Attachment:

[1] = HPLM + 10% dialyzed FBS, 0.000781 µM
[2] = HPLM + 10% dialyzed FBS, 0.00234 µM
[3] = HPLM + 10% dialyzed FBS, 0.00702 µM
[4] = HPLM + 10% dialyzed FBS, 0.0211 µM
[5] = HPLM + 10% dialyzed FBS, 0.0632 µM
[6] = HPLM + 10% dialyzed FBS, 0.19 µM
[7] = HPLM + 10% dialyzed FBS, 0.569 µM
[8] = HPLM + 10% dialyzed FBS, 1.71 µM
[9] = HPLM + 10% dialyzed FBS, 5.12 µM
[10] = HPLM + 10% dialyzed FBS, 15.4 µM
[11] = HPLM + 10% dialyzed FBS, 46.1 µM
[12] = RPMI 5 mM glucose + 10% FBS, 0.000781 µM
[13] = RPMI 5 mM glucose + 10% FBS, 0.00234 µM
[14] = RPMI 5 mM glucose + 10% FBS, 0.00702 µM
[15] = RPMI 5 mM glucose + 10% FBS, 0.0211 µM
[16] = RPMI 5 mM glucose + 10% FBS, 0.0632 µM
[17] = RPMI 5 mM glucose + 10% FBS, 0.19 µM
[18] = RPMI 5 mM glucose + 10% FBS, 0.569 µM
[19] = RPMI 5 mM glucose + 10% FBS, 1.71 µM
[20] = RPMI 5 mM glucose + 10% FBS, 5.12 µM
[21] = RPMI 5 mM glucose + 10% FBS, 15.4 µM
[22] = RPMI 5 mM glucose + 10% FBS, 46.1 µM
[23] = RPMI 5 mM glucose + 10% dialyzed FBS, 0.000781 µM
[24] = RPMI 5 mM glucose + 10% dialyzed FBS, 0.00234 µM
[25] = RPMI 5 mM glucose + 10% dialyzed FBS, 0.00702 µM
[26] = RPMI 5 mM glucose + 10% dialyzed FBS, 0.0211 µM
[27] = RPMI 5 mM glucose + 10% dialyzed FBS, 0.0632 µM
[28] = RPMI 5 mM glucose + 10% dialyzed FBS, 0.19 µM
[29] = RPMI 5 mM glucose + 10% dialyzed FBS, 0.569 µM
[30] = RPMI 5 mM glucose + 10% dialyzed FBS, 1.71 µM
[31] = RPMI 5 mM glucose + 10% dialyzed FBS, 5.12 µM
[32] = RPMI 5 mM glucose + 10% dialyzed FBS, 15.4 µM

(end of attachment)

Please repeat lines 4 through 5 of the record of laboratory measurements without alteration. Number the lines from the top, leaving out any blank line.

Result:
[4] = HPLM + 10% dialyzed FBS, 0.0211 µM
[5] = HPLM + 10% dialyzed FBS, 0.0632 µM